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  1. #1

    Is breastfeeding causing my period not to show up?

    Hi guys, I hope you can help me. I only remember having 1 menstruation cycle after giving birth. My daughter is now 4 months old and if my memory serves me right I am delayed for 3 months already. I don't see any signs of being pregnant. I just want to know if this is normal because I am breastfeeding exclusively for the past months?

  2. #2
    Senior Member

    Join Date
    Jan 2012

    It sounds like the menstruation you may have had was what is typically experienced right after giving birth. Some women will bleed for 4-6 weeks after giving birth and this is very normal.

    If you are exclusively breastfeeding, then this will usually suppress ovulation and you wouldn't have a period. Please keep in mind that exclusively breastfeeding means not using a dummy/pacifier and not giving baby any other liquids or food. It means that baby pacifies at the breast (has her sucking needs met at the breast) and baby feeds only at the breast (no bottles).

    When a baby is allowed to feed and pacify at the breast as often as she wants, this will help to keep mum from ovulating. It sends a signal to the body and the body, in turn, recognizes that you are feeding a baby often, and that you don't have the resources within your body to nurture and feed another child. Thus children become naturally spaced. It takes a lot of nourishment out of mum to grow another child in her body while she is fully breastfeeding a baby. Both babies will demand nutrients from her body.

    It is, however, completely fine for a mother with an older infant or toddler to breastfeed while she is pregnant and even continue breastfeeding her toddler while breastfeeding an infant. The reason is because by the time the child is an older infant or toddler, they are getting some nutrition from solids and other liquids. But the ideal food for the first 12 months of a baby's life is breastmilk.

    If you are using a dummy/pacifier to pacify your baby, and/or if you are introducing other foods to her then you can be watching for signs of fertiliy and ovulation. If you watch for these signs now, you will actually know when you're going to have your next period before it happens. It's also wonderful to know how to read your body's natural signs of fertility so that you can avoid pregnancy naturally and achieve pregnancy easily depending upon where you are in life.

    Please remember that babies aren't ready for this until they are at least 6 months of age - you will notice that your 4 month old has a tongue thrust which thrusts the food out of her mouth rather than helping her to swallow it. Developmentally, she just isn't ready for solids until at least 6 months of age. We have some excellent forum posts about Baby Led Weaning if you do a search for them.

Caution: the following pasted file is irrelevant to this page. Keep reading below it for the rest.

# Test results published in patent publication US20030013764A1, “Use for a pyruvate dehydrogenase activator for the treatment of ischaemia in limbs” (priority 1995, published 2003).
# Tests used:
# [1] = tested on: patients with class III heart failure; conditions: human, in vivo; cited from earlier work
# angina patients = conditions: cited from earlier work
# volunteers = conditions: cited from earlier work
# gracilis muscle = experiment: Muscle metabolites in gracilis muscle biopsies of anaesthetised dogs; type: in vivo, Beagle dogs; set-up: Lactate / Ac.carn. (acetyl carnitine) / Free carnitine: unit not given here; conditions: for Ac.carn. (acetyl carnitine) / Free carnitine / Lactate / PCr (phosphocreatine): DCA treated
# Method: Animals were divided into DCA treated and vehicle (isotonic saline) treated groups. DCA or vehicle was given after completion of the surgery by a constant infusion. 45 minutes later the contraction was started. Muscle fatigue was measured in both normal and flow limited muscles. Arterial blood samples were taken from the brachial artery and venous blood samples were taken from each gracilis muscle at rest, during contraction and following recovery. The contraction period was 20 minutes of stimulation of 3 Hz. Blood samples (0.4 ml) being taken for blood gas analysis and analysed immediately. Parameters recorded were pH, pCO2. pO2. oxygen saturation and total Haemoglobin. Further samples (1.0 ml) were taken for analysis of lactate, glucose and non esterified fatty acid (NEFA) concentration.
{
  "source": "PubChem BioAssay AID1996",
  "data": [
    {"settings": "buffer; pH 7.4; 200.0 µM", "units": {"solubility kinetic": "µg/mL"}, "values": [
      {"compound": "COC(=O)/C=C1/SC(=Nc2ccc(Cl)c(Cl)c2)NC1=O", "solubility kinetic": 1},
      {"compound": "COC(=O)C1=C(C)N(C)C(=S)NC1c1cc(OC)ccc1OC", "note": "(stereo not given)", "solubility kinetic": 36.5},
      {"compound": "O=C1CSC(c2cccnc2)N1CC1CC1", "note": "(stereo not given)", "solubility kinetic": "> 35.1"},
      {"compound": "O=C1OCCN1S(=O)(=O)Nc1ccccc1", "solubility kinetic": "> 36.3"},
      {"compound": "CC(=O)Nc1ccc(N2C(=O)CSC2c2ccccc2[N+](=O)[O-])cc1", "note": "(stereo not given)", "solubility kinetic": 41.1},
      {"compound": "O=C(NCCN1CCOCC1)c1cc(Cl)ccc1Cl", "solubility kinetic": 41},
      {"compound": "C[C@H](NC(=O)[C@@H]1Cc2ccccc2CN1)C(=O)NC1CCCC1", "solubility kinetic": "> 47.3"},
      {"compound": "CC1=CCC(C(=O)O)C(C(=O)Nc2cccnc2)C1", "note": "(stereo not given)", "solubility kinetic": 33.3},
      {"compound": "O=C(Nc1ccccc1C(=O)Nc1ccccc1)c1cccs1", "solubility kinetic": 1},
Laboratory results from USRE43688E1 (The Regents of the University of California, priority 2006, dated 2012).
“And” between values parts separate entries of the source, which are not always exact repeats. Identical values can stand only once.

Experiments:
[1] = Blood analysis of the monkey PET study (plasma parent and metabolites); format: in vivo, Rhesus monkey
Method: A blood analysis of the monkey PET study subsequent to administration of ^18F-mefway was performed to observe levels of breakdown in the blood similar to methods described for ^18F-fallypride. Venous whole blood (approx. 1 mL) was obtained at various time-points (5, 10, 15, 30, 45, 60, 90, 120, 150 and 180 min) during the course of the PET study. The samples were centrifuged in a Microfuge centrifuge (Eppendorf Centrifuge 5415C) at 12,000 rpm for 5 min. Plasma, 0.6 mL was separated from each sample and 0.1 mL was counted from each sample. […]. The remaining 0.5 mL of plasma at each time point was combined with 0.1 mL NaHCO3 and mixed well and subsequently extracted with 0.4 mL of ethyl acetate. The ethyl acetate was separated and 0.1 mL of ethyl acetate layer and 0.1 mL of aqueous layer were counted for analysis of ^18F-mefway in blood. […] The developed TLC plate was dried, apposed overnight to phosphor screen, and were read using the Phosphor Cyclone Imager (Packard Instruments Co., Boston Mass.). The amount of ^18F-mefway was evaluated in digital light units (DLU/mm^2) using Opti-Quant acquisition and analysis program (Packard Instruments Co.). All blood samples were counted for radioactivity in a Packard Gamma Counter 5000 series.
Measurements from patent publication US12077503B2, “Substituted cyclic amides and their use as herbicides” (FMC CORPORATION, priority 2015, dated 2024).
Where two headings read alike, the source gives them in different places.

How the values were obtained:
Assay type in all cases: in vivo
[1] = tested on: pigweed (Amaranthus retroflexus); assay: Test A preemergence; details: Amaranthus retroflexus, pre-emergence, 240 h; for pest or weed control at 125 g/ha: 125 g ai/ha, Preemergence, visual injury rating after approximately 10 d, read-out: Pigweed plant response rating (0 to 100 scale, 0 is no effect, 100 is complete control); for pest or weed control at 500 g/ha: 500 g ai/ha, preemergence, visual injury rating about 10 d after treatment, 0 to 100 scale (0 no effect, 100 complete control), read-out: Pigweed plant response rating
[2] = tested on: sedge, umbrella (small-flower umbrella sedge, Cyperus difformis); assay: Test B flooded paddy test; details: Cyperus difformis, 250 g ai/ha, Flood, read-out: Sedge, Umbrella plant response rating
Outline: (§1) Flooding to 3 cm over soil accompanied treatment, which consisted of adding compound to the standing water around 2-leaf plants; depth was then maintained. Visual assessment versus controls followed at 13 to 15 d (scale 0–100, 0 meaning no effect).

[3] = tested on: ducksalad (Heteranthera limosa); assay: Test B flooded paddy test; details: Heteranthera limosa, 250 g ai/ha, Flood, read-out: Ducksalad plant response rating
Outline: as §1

Please post back and let me know if you have any questions at all about your cycle. I would be curious to know if you have had a period since your daughter was 6 weeks old.

    Warm Regards,


  3. #3
    Hi Kate,

    To make it clearer, I gave birth last May 13, 2013. I bled for (if I recall it right) 4 weeks. After a month, when my daughter was 3 months old, I had a light menstruation (I cant say that this really looks like a menstruation). After that I never really had any bleeding or menstruation until now. I am just worried because we are sexually active but I don't really see any sign of pregnancy.

  4. #4
    Hi kcarnonell,

    When you are breastfeeding (particularly in the first 6 months) it is likely that you will either have no periods or the occasional very light period. As Kate says above, thee light period you describe could have been a continuation of your postpartum bleeding. Alternatively it may have been a light period which hasn't reappeared because of your continued (and wonderful!) breastfeeding.

    When you are breastfeeding anything is 'normal' in terms of your periods.

    It is thought that, in the first 6 months, breastfeeding exclusively on demand gives you a 99% chance of being infertile at this time (i.e. being unable to conceive). However, there is still this small chance that you could conceive so you may want to consider other contraception options.

    Once you introduce solid food from 6 months, as Kate says above, you are more likely to become fertile.

    Fertility is held off for longer if you practice 'ecological breastfeeding' i.e. as well as breastfeeding on demand (day and night) you are co-sleeping and babywearing.

    To conclude, it is very unlikely that you are pregnant but there is this tiny chance (around 1% or less if you exclusively breastfeed) and a pregnancy test would be the only way to know for sure.

    Warm wishes,


  5. #5
    One more point to add; some women bleed very faintly at the time their period would have been due when they are breastfeeding. How long did this light bleeding last?

  6. #6
    Senior Member

    Join Date
    Jan 2012
    If you are concerned it's best to take a pregnancy test to put your mind at ease. That's the best way to know for certain whether you are pregnant or not.

    Otherwise just watch your signs of fertility, and if you see your secretions becoming more wet, that's an indication that you may be preparing to ovulate.

    Warm Regards,


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